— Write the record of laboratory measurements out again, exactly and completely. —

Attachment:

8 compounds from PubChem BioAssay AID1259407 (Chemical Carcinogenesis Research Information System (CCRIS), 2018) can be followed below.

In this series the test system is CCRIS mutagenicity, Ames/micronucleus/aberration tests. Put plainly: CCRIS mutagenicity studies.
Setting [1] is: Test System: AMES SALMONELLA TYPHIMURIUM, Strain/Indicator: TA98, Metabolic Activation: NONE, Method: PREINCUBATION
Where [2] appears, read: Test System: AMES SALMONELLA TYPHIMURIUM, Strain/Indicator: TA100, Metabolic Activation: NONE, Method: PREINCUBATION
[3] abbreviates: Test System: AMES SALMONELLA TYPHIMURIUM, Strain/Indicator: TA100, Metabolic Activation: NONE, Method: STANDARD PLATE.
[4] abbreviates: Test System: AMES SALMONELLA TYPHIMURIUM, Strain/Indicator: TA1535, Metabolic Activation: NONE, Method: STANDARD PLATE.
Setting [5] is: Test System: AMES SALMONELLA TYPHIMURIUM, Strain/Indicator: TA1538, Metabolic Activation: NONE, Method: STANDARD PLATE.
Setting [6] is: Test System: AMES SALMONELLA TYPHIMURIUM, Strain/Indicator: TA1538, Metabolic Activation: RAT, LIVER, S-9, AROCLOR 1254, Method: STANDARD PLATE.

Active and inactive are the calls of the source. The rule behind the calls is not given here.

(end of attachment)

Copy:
8 compounds from PubChem BioAssay AID1259407 (Chemical Carcinogenesis Research Information System (CCRIS), 2018) can be followed below.

In this series the test system is CCRIS mutagenicity, Ames/micronucleus/aberration tests. Put plainly: CCRIS mutagenicity studies.
Setting [1] is: Test System: AMES SALMONELLA TYPHIMURIUM, Strain/Indicator: TA98, Metabolic Activation: NONE, Method: PREINCUBATION
Where [2] appears, read: Test System: AMES SALMONELLA TYPHIMURIUM, Strain/Indicator: TA100, Metabolic Activation: NONE, Method: PREINCUBATION
[3] abbreviates: Test System: AMES SALMONELLA TYPHIMURIUM, Strain/Indicator: TA100, Metabolic Activation: NONE, Method: STANDARD PLATE.
[4] abbreviates: Test System: AMES SALMONELLA TYPHIMURIUM, Strain/Indicator: TA1535, Metabolic Activation: NONE, Method: STANDARD PLATE.
Setting [5] is: Test System: AMES SALMONELLA TYPHIMURIUM, Strain/Indicator: TA1538, Metabolic Activation: NONE, Method: STANDARD PLATE.
Setting [6] is: Test System: AMES SALMONELLA TYPHIMURIUM, Strain/Indicator: TA1538, Metabolic Activation: RAT, LIVER, S-9, AROCLOR 1254, Method: STANDARD PLATE.

Active and inactive are the calls of the source. The rule behind the calls is not given here.